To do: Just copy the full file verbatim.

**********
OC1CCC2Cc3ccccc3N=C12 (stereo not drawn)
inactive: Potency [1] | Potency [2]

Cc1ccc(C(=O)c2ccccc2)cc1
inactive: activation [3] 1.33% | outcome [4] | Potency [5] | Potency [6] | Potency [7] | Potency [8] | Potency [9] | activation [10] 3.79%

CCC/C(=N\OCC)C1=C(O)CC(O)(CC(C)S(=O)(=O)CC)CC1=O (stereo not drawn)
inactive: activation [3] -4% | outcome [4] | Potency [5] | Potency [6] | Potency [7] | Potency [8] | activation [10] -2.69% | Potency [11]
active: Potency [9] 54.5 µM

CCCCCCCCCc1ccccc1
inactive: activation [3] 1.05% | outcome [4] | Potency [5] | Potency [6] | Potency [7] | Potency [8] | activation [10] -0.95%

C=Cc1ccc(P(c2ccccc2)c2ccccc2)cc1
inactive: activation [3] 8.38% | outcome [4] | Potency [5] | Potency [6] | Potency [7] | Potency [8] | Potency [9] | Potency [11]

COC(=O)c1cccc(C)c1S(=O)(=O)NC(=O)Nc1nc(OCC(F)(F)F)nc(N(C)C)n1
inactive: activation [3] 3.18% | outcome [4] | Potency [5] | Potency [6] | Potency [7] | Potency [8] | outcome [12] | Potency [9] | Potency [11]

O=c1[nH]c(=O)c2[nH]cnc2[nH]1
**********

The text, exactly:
OC1CCC2Cc3ccccc3N=C12 (stereo not drawn)
inactive: Potency [1] | Potency [2]

Cc1ccc(C(=O)c2ccccc2)cc1
inactive: activation [3] 1.33% | outcome [4] | Potency [5] | Potency [6] | Potency [7] | Potency [8] | Potency [9] | activation [10] 3.79%

CCC/C(=N\OCC)C1=C(O)CC(O)(CC(C)S(=O)(=O)CC)CC1=O (stereo not drawn)
inactive: activation [3] -4% | outcome [4] | Potency [5] | Potency [6] | Potency [7] | Potency [8] | activation [10] -2.69% | Potency [11]
active: Potency [9] 54.5 µM

CCCCCCCCCc1ccccc1
inactive: activation [3] 1.05% | outcome [4] | Potency [5] | Potency [6] | Potency [7] | Potency [8] | activation [10] -0.95%

C=Cc1ccc(P(c2ccccc2)c2ccccc2)cc1
inactive: activation [3] 8.38% | outcome [4] | Potency [5] | Potency [6] | Potency [7] | Potency [8] | Potency [9] | Potency [11]

COC(=O)c1cccc(C)c1S(=O)(=O)NC(=O)Nc1nc(OCC(F)(F)F)nc(N(C)C)n1
inactive: activation [3] 3.18% | outcome [4] | Potency [5] | Potency [6] | Potency [7] | Potency [8] | outcome [12] | Potency [9] | Potency [11]

O=c1[nH]c(=O)c2[nH]cnc2[nH]1